Once Bountiful, Nursing Jobs Now Harder To Find


UPDATED: Wednesday January 23, 2013 6:47 PM

For a decade, nursing jobs were a hot commodity.

Many students coming out of nursing school felt they could immediately get jobs and go where they wanted.

Experts warned of a worsening shortage as a generation of nurses prepared to retire. Nationally 126,000 jobs were open and the state of Ohio was short 4,500.

Hospital systems responded to the shortage.

Mount Carmel increased enrollment at its nursing college. OhioHealth offered scholarships to employees who went to nursing school. OSU recruited nurses from abroad, and offered referral bonuses.

By 2007, so many applied for nursing schools that 7,000 Ohioans were turned away, and a new nursing college moved in.

Now nursing students say that many hospitals are tightening their requirements for hiring nurses.

"Two to three years experience required. One year experience required,” said Kirbie Hill, a nursing student at the Ohio State University.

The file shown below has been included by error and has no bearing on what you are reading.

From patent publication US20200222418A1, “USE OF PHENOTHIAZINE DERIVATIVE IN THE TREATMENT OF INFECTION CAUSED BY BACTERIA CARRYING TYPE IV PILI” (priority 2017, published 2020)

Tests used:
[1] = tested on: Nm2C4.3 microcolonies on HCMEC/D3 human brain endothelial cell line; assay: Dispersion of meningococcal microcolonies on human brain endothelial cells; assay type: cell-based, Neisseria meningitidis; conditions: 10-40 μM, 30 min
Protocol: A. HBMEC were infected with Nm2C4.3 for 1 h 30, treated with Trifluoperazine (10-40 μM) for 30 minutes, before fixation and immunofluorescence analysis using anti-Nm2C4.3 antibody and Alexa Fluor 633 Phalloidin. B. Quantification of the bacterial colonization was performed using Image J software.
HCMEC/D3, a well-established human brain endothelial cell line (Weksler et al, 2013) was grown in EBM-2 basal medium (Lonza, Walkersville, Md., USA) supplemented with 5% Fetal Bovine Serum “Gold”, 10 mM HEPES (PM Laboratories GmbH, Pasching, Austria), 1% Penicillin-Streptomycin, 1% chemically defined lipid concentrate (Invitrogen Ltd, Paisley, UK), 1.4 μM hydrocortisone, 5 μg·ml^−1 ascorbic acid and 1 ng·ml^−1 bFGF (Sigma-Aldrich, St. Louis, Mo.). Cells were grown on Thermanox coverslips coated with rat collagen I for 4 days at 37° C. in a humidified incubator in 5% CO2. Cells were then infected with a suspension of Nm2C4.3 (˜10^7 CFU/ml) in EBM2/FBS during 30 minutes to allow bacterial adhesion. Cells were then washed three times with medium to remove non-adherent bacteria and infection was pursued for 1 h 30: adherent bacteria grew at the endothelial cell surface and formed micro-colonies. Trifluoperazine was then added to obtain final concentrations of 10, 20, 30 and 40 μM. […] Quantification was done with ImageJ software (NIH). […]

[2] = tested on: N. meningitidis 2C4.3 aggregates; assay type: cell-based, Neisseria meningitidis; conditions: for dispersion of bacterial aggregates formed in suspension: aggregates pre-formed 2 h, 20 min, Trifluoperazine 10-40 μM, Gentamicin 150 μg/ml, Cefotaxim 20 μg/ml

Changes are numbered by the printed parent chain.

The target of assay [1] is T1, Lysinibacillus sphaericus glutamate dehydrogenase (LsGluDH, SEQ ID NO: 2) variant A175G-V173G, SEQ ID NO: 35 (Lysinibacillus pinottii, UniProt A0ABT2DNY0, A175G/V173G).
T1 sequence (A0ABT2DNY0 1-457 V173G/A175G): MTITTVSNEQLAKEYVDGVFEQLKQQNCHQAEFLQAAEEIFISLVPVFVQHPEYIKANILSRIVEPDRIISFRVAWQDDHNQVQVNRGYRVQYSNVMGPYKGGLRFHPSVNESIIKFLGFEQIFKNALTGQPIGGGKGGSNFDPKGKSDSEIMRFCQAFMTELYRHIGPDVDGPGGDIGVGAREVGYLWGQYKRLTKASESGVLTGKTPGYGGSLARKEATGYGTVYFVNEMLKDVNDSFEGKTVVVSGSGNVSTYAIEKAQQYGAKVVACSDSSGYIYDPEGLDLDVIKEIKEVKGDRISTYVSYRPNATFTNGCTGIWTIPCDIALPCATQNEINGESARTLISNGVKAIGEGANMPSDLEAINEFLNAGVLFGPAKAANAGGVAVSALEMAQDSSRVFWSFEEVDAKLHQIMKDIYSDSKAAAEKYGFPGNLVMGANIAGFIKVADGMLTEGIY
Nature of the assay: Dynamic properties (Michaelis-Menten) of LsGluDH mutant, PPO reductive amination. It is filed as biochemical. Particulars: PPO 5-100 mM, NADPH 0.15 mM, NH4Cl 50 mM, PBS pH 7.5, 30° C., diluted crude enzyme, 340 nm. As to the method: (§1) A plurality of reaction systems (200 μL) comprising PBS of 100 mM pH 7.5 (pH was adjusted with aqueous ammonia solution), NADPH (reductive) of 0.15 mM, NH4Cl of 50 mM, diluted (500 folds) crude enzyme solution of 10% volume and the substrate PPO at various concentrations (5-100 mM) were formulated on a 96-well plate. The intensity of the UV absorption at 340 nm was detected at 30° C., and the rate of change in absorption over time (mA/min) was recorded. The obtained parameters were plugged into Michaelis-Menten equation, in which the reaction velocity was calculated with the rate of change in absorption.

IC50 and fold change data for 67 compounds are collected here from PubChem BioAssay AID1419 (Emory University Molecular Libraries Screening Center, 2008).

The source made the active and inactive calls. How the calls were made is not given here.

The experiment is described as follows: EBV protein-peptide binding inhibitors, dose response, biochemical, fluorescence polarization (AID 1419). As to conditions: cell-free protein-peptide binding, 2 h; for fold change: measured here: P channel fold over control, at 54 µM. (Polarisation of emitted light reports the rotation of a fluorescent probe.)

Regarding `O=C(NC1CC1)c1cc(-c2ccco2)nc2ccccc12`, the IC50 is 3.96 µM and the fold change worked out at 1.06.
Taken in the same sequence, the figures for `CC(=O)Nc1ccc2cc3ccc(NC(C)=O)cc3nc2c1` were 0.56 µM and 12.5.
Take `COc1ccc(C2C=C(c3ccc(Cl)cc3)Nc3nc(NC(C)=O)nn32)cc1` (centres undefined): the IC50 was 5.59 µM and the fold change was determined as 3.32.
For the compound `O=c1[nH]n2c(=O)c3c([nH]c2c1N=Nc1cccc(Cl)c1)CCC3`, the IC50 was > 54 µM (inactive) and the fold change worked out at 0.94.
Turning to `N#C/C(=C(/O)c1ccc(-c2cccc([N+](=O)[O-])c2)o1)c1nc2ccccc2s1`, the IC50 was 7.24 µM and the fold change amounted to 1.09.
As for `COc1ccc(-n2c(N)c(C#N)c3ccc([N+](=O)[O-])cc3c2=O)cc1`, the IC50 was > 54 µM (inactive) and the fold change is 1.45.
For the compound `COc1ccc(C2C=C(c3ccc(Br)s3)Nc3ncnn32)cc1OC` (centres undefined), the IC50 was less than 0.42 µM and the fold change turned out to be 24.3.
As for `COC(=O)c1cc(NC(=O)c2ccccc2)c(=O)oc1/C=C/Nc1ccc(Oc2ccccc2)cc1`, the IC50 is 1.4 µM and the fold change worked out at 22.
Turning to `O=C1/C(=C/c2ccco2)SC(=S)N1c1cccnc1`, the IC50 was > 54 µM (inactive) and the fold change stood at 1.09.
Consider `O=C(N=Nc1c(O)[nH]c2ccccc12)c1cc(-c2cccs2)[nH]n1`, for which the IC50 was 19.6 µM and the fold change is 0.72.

"If every place is requiring that I have one to two years of experience, where am I going to get those one to two years?” added Kelsey Wincek, also an OSU nursing student.

Kelly Trautner of the Ohio Nurses Association said that the shortage hit sooner than expected.

"The nursing shortage which was anticipated to hit us much sooner has been stunted because of the economy,” said Trautner.

Trautner said that many nurses, who were going to retire, postponed their plans because of financial uncertainty.

She said that led to a lot of experienced hands in hospitals, but a job crunch for new nurses. The American Society for Registered Nurses found that 43 percent of new R.N.'s are jobless a year and half after graduating.  

It’s a concern for students like Hill who want a hospital job.

"I just want to be a floor nurse. I just want to. I want to work in pediatrics,” said Hill.

One of her classmates is looking for an internship to get a foot in the door.

"You can get six months to a year and a lot of them then require that you sign up for one to two years after,” said Wincek.

But Trautner said the job crunch won't last because of the new federal health care law.

"Hundreds of thousands of Americans who didn't formerly have access to health care are now going to become patients. They're going to need nurses,” said Trautner.

Trautner said there are jobs in nursing homes and clinics, but nurses who have a bachelor's degree instead of an associate’s degree have a better chance of landing a hospital job.

Watch 10TV and refresh 10TV.com for the latest news.

©2014 by 10TV.com. All rights reserved. This material may not be published, broadcast, rewritten or redistributed.